When a customer initiates an online transaction and submits her payment information (Step 1 of the purchase flow), 2Checkout will check with her issuing bank (Step 2, behind the scene), who will flag transactions that can proceed with the frictionless flow. As a result, in the next step (Step 3), the customer will see the Payment Confirmation or the Thank You page, once the payment is authorized.


PSD2 pic

Example of a «frictionless flow» when exemptions are applied.


If, however, the issuing bank decides that the information provided doesn’t qualify for an exemption, they will send 2Checkout the request to initiate the challenge flow and ensure that authentication takes place. From the end-customer’s perspective, this will mean that a modal window or pop-up will open with the message from her issuing bank, prompting her to authenticate through her mobile banking application (Step 2 in the image below).


PSD2 pic

When exemptions are NOT applied, the transaction goes through the «challenge flow». Steps 1 & 2.


The next steps of the purchase (Step 3 and 4) happen within the mobile banking application. The design and flow on the actual banking app is something that each bank designs and controls – what is being depicted below is a sample mockup from a bank that implemented a biometric authentication (through fingerprint). Once the authentication is completed, the transaction can be authorized, the “approve this payment through your banking app” pop-up disappears, and the customer is presented with the payment confirmation page (Step 5).


PSD2 pic

When exemptions are NOT applied, the transaction goes through the «challenge flow». Steps 3-5.


Now, authentication will not always go smoothly. The customer might not have her mobile device close by, or there might be an issue with the bank application or the mobile internet connection. In such situations, it’s best to have an alternative solution in place and offer your end-customers the chance to finalize the purchase by using either a different credit or debit card or by choosing an alternative payment method such as iDeal, SofortBanking, or SEPA direct debits. Within the EU, alternative payments will be an interesting alternative to card payments. Do not be mistaken, they already have strong customer authentication embedded in them, but the difference is that their users are well-accustomed to those flows, ensuring high conversion rates. Another payment method that can be used as an alternative is PayPal.

With 2Checkout, this process is handled through a retry page that allows the customer to choose from other available payment alternatives to complete the purchase.


PSD2 pic

When the transaction goes through the «challenge flow» and authentication fails. Good practice is to offer an alternative payment method and continue with the purchase.


As mentioned above—and it’s so important that it’s worth repeating—recurring transactions are treated as exemptions, as long as the charge is made for the same amount, for the same payee, and the same recurring cycle. Even though subscription renewals are exempted, and we ensure they are flagged as a Merchant Initiated Transaction (MIT), there is a chance that some issuing banks will still require SCA to complete the recurring payment. The end-customer, therefore, needs to be brought back in session to complete authentication.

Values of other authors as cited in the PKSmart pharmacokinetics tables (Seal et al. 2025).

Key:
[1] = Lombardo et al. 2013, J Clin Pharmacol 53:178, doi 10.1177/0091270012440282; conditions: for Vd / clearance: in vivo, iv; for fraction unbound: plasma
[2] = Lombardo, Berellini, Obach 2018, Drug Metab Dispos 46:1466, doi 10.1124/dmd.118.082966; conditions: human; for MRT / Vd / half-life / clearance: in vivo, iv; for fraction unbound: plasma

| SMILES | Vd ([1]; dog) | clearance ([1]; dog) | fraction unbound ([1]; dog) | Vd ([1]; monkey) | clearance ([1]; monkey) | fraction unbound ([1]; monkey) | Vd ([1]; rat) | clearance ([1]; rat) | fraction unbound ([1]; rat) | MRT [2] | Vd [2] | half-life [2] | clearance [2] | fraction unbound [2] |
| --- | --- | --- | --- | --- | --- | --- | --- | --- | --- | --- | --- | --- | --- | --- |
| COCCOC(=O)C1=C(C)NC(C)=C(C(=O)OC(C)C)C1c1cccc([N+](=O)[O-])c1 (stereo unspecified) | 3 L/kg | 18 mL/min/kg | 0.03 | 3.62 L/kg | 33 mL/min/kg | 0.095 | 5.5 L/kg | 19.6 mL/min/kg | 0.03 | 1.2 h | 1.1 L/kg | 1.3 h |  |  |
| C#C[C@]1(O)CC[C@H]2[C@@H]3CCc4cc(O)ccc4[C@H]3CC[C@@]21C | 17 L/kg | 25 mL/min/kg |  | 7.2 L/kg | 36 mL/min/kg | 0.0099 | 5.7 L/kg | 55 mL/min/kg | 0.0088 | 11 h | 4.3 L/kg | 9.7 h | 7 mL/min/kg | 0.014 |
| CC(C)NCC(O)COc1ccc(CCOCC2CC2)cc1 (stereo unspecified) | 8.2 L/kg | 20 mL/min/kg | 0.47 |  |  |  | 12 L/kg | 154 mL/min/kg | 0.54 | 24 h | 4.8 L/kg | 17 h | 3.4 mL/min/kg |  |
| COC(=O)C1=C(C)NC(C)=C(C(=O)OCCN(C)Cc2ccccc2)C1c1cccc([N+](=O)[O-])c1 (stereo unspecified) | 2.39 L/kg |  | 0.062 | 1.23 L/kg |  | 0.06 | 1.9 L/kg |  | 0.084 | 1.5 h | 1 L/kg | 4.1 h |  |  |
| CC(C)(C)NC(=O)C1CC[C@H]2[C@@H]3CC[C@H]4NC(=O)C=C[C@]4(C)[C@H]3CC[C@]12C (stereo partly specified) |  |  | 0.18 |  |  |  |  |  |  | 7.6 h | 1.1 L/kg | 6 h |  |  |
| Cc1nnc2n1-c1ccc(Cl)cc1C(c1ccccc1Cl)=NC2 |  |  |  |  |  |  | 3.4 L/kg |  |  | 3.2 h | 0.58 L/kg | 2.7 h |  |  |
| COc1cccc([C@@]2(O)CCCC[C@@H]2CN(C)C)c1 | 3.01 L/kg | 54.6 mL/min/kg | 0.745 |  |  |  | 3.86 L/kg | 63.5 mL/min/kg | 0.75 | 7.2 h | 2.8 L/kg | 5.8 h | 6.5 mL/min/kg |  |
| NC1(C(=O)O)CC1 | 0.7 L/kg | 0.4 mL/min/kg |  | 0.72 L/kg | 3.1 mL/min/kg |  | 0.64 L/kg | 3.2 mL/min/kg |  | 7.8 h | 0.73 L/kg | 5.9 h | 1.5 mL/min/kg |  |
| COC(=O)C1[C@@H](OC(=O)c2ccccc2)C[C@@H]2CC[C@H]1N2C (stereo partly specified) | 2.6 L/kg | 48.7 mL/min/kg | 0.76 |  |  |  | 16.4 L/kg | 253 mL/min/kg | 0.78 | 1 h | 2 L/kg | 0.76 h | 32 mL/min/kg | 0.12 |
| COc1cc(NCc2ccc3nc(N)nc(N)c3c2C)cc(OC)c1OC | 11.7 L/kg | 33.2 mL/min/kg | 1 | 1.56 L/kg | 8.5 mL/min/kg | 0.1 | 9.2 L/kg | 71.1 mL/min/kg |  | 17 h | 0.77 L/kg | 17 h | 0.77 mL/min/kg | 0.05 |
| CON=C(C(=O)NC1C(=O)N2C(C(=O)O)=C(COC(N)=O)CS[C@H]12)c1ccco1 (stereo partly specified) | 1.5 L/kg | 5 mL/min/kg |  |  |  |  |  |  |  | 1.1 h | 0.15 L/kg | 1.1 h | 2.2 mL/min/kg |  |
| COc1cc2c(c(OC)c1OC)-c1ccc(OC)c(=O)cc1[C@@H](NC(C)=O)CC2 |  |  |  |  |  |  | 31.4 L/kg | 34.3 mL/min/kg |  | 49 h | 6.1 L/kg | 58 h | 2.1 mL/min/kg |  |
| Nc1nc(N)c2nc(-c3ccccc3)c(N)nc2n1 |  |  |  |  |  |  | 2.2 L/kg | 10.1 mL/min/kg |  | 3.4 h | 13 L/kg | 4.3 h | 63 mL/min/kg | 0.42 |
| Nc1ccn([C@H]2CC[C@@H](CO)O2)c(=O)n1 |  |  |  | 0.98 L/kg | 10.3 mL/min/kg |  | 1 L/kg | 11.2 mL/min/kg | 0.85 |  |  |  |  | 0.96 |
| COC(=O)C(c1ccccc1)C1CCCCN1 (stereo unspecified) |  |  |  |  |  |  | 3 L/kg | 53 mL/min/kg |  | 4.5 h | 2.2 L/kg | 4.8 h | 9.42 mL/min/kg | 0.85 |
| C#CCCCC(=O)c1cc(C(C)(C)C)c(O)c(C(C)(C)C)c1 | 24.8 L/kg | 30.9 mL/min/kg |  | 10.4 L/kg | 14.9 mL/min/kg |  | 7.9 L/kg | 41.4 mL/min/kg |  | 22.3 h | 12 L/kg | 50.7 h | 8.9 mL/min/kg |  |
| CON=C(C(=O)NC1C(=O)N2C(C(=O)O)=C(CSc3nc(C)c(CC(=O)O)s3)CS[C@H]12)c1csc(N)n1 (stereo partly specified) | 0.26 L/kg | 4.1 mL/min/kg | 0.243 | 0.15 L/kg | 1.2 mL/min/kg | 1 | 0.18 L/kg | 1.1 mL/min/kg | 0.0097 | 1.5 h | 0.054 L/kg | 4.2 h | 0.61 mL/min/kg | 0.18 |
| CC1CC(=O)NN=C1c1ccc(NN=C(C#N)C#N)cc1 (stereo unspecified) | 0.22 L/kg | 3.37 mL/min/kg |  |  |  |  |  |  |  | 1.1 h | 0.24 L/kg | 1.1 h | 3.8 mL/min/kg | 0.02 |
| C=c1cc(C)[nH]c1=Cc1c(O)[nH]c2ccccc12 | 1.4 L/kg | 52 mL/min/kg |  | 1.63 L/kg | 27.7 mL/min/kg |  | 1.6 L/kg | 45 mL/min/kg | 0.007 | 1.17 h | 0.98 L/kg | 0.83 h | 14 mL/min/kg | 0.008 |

In order to tackle these use cases, we help our merchants with dedicated email notifications sent out to inform and collect SCA from end-customers. If 3DS2 verification is needed and your customer isn’t prompt in authenticating a transaction, then the bank will decline the payment. In such cases, it’s essential we communicate this to your customers by sending them 3DS2 email reminders bringing them on-session to complete the verification needed.


PSD2 pic

When a recurring transaction does not go through as an exemption, the customer receives a message asking her to authenticate in order to continue the subscription.


PSD2 pic

Once «in session», the customer can proceed with the 3DS2 authentication and the recurring transaction can continue uninterrupted.


PSD2 and SCA Impact – Final Thoughts


As a wrap-up, it’s worth noting that we’ve upgraded our checkout pages (both hosted and inline) to support the new European directives. We’ve also included the new 3DS2 protocol into our APIs and payment pages in a way that is designed to keep changes for merchants at a minimum, and minimize the impact of SCA on checkout conversions.


The first issuing banks are already gradually supporting 3DS2, but the whole changeover process will still take some time. Therefore, 3DS1 and 3DS2 will exist side by side as standards until further notice, and we expect both will be accepted by banks and card issuers for a while longer. Our platform was designed to detect whether authentication is needed, and, depending on what the card issuer supports, either use 3DS2 to authenticate the customer or fall back on 3DS1 when the new version isn’t yet supported by the respective bank.


We believe successful handling of exemptions will become a key component for building a first-class payments experience that minimizes friction. We also expect there will be differences in how national regulators and even individual banks will support exemptions and we are building solutions to help manage this complexity for you.


PSD2 pic


In the meantime, if you want to learn more about this and dive deeper into use cases for possible feature impacts, view our webinar on “All you need to know about PSD2 and Strong Customer Authentication if you sell online” and read more resources and our FAQs on the 2Checkout dedicated PSD2 landing page.